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Blue Jays Off-Season Shopping – Thinking Elite at Designated Hitter?
By Jim Scott3 months ago
Brandon Belt has announced that he might be retiring this winter. If he does, the Jays will need a new designated hitter. Who are the options, and who might be the best fit?
This is the third instalment in a series of articles about the Blue Jays’ off-season needs and possible solutions. The first instalment, talking about left field, can be seen here. The second instalment, regarding third base, can be read here.
The decisions that the Blue Jays make for the open positions this offseason should not be made in isolation, but rather in the context of the overall plan. So if they trade for Juan Soto in left field, they (a) will have a lesser need for a power bat elsewhere and (b) will need more money to sign one, anyway!
What does the ideal DH look like?
The two previous instalments of this series have recommended high-OBP but (potentially) lower ISO options in Tommy Pham in left field and Jared Triolo at third base. Both should be solid contributors, and both tick multiple boxes – except the power one. So to balance them out, the Jays should arguably be looking for a power-hitting DH. Someone with a career and current ISO over .200. As the Jays would be gambling somewhat on Pham and Triolo, ideally a DH with a consistent history – so someone like Jorge Soler, with a solid 126 wRC+ in 2023 but a 107 from 2020-22 might not be the best fit.
The DH should not be only a platoon bat (like Joc Pederson, with a career 125 wRC+ against right-handed pitching but a 73 against lefties) but with solid splits against both arms. And, if possible, the DH could play some other position well enough to provide some positional flexibility when one of the regulars needs a DH day. It would also help if the DH had at least some OBP ability – not a Chris Davis (remember him?) two-outcome stereotype.
The best choice to replace Brandon Belt? Brandon Belt. He had a 138 wRC+ in 2023, which (impressive as it was!) was *lower* than his 2020-2022 average of 140. Belt hits for power and for OBP, and he was a great contributor to the Jays in 2023.
But assume that Belt retires or decides to play his last season with the Giants or elsewhere. Who then?
The Jays are said to have around $40 to $50 million to spend this off-season. Tommy Pham is expected to cost $8-10 million, and Jared Triolo would come via trade and is pre-arb. So the Jays would not have to shop in the discount aisle for their DH, which is good, because the cheapest place to buy elite power is at DH.
Let’s talk about J.D. Martinez
“Flaco” had an outstanding year with the L.A. Dodgers in 2023, with a 135 wRC+, a .301 (!) ISO, and 33 home runs. And it was not just luck – his X-Stats line of .269/.370/.551 was almost as good as his regular one of .271/369/.572. His average exit velocity of 93.4 mph was fifth of 258 qualified hitters, his hard-hit percentage of 55.1% was 6th, and his Barrels/Plate Appearance of 10.4% was 8th. He hit for a 143 wRC+ against left-handed pitching, and “only” 132 against righties. The bottom line? This man can hit.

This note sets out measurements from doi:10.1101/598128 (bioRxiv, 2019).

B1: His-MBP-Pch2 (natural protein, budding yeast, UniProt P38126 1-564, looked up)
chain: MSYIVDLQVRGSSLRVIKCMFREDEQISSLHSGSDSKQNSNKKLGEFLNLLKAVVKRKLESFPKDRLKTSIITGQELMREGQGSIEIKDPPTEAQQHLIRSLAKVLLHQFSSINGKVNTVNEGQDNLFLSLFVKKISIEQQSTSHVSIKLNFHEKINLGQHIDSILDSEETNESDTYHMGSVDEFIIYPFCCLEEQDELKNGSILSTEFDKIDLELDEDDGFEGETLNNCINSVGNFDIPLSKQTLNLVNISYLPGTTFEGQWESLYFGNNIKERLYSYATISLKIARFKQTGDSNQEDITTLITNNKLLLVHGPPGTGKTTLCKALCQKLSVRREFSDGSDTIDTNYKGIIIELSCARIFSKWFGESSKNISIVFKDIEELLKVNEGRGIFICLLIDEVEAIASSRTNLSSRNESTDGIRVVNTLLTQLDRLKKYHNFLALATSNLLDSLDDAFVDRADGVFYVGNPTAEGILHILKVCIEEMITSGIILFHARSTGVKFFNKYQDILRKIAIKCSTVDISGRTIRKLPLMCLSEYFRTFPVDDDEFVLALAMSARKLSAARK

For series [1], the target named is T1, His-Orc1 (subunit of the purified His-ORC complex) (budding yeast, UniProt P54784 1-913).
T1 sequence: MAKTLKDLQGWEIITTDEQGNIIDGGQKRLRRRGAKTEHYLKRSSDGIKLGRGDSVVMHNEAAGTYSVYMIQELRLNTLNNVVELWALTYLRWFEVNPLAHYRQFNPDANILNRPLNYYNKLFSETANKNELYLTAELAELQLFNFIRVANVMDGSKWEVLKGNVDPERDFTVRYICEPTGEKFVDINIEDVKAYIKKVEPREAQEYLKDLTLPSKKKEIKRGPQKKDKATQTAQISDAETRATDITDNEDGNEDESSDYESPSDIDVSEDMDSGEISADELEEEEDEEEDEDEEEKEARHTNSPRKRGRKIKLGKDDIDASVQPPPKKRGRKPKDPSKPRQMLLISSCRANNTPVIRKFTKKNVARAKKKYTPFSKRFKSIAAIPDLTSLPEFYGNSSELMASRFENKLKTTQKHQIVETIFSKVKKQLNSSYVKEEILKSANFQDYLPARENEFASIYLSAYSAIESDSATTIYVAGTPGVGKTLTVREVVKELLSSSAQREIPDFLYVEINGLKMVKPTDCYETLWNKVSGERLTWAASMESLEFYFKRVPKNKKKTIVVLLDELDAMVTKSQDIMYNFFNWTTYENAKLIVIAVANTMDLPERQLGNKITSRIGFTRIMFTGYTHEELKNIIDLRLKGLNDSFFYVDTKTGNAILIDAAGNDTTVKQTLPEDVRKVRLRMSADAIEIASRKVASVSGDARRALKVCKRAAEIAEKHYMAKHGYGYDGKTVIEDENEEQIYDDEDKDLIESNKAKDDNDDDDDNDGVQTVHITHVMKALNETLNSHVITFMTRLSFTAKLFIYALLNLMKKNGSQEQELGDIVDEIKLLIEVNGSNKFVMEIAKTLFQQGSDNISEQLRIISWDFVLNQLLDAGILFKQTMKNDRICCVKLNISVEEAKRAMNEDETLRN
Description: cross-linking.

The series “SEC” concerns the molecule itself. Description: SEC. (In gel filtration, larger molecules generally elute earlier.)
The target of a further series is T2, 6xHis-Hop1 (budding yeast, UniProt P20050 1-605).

But does his bat fit our stadium? Well, J.D. has 135 career plate appearances in the Rogers Centre (mostly from his days in Detroit and Boston). His line there was .302/.348/.508. As a wise old baseball philosopher once said, “say no more”.
Martinez is projected to earn a 2-year, $40 million contract with an opt-out after the first year. A $20 million annual salary is a lot of money for a DH, but Julio Daniel Martinez is a lot of DH.
Negatives? JD was hurt in 2023 (back and groin) and only played 103 games. But from 2018-2022, he never played less than 85% of a season, so his injury risk is arguably low. And while he played twelve innings in left field for the Dodgers in 2023, he’s pretty much a full-time DH at this stage of his career.
So why would J.D. choose Toronto, when he will likely have multiple suitors? Well, if he’s looking for a pillow contract, he’ll want to play in a park and a division that will enhance his stats. The Rogers Centre and AL East would do that and would give him higher visibility.
If the Jays missed out on Flaco, a strong backup plan would be Rhys Hoskins. The Big Hosk is arguably not as elite a hitter as J.D., and he missed all of 2023 with a torn ACL in his left knee. But his career line of .242/.353/.492 with a .250 ISO is nothing to sneeze at, and he still plays a bearable (-5 OAA/400 over the last four seasons) first base. Like Martinez, Hoskins is projected to sign a one-year pillow contract (or possibly two years with an opt-out) in the $18 million AAV range.
Of the two, Martinez’s elite bat might offset his lack of defensive flexibility and make him the better candidate.
The Bottom Line
The Jays need to balance their 2023-24 offseason acquisitions. If they go with players like Pham and Triolo (or possibly even if they don’t), they will need a power hitter (ideally an elite power hitter) at DH. They will likely have to overpay to find one, but a Martinez or Hoskins will be far cheaper than looking for that kind of power in a position player (like Juan Soto or (gulp!) Shohei).
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